Organic vineyards have almost tripled in the last seven years / trend towards biodynamics
The organic industry is booming. Almost a quarter of the under 30-year-olds in Germany regularly buy organic produce, as a study commissioned by the Federal Ministry of Agriculture showed a few months ago. Within a year, the proportion of consumers conscious of organic produce has increased from 14 to 23 percent.
When it comes to wine, the organic triumphal march appears to be unending: Worldwide, the number of organic vineyards has almost tripled from 2004 to 2011 - from 88,000 to 256,000 hectares. With an average growth of 25 percent per year and more than 7,000 hectares, Germany is sixth in the world. The market share of organic wine is between four and five percent. The times, in which organic winegrowers were seen by some colleagues as eccentric oddballs, who were pressing rather undrinkable grapes for their ideology, seem light years ago. Today, many renowned companies on all continents work in accordance with the rules of organic agriculture. And more will follow. “From my point of view,” says Alois Lageder from South Tyrol, “organic agriculture should be par for the course for any quality winegrower.”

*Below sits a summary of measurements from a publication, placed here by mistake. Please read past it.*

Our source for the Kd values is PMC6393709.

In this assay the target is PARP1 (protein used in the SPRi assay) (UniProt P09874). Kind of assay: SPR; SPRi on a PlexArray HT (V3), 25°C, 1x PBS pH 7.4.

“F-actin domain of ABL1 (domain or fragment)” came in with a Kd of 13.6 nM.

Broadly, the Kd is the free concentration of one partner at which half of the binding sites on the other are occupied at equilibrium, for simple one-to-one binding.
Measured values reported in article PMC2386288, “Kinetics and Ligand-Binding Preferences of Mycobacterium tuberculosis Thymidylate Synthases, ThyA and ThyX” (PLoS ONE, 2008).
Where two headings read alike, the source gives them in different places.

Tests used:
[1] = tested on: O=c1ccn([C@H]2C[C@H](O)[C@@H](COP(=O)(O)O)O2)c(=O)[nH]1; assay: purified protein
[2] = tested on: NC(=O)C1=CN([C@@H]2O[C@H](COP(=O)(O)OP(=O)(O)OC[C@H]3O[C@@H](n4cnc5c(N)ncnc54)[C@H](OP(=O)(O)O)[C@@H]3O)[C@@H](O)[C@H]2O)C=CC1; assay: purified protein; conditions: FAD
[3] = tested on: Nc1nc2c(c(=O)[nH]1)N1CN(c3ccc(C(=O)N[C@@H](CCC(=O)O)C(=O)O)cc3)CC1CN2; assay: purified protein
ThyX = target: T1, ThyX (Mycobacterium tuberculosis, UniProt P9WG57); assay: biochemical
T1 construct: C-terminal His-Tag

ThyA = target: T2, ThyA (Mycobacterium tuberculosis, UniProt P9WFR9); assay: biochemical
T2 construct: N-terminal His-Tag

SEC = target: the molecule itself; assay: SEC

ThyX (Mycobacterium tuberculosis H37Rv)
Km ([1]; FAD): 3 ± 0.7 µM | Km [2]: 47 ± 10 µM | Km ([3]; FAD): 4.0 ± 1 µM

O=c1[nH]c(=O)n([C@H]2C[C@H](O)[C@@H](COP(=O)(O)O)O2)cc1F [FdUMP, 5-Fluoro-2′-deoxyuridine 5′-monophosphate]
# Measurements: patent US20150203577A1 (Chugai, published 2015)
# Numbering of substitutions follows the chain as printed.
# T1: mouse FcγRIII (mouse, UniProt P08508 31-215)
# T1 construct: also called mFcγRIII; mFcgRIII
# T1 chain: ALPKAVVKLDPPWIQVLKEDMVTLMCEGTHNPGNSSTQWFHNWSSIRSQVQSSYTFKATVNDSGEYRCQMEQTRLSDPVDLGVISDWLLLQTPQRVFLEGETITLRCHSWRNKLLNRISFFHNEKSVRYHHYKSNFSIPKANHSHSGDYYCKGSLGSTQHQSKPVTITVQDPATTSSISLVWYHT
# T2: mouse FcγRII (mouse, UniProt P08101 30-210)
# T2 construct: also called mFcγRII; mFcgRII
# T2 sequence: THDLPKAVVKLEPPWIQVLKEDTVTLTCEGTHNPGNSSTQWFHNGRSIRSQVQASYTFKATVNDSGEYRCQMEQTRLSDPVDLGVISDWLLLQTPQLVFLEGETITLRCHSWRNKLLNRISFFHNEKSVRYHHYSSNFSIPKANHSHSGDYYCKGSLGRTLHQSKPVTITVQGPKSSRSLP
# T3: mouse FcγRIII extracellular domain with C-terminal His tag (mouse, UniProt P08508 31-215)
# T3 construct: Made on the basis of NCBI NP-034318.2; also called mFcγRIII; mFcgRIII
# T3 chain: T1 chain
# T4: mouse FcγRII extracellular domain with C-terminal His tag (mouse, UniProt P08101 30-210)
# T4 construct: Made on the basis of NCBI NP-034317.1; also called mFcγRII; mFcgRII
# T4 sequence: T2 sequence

According to the Research Institute of Organic Agriculture (FiBL), Spain now wears the international organic crown thanks to enormous growth in some large cooperatives in Castile–La Mancha. About 80,000 hectares there are now organically farmed. In the next places come France (61,055 hectares), Italy (52,812), the USA (11,448), Turkey (8,871) and Germany. But Austria has the highest organic proportion in relation to its overall vineyard areas: 9.6 percent.
The fact that Spain has boomed recently in terms of organic cultivation is partly down to the climatic conditions and partly to the substantial, rich subsidies from Madrid’s Ministry of Agriculture. Added to this is definitely the fact that celebrity winegrowers, such as Alvaro Palacios (Priorato), Raúl Garcia (Bierzo), Sara Pérez (Priorato) and Miguel Torres (Penedés) have led from the front, acting as “driving forces”. Industry giant Torres has already converted more than 600 of its 1,800 hectares and wants to convert entirely to organic farming in the next couple of years.